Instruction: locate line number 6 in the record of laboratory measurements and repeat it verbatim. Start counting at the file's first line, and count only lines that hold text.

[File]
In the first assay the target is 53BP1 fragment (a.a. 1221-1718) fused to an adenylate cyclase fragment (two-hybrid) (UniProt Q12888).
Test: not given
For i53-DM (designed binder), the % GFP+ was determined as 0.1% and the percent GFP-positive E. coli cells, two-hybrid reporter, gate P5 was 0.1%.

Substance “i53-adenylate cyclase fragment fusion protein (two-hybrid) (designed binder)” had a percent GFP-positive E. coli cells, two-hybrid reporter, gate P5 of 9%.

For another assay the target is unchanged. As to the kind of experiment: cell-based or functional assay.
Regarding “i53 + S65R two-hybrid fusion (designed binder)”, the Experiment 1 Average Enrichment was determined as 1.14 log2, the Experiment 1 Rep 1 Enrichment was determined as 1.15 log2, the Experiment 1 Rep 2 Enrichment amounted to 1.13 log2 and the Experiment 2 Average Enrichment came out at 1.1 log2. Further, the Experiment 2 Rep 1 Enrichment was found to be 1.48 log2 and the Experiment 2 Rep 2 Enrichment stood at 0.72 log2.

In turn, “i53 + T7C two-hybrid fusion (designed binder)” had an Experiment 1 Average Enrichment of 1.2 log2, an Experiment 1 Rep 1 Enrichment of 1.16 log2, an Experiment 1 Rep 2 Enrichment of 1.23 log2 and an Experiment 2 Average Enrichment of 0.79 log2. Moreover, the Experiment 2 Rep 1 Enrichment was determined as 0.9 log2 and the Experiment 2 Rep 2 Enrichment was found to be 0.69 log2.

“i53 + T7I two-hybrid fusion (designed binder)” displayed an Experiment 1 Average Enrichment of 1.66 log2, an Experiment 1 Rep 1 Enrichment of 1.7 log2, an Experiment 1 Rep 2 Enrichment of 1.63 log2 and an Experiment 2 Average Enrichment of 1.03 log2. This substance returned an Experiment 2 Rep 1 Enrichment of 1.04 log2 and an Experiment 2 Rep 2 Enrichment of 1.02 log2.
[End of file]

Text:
Regarding “i53 + S65R two-hybrid fusion (designed binder)”, the Experiment 1 Average Enrichment was determined as 1.14 log2, the Experiment 1 Rep 1 Enrichment was determined as 1.15 log2, the Experiment 1 Rep 2 Enrichment amounted to 1.13 log2 and the Experiment 2 Average Enrichment came out at 1.1 log2. Further, the Experiment 2 Rep 1 Enrichment was found to be 1.48 log2 and the Experiment 2 Rep 2 Enrichment stood at 0.72 log2.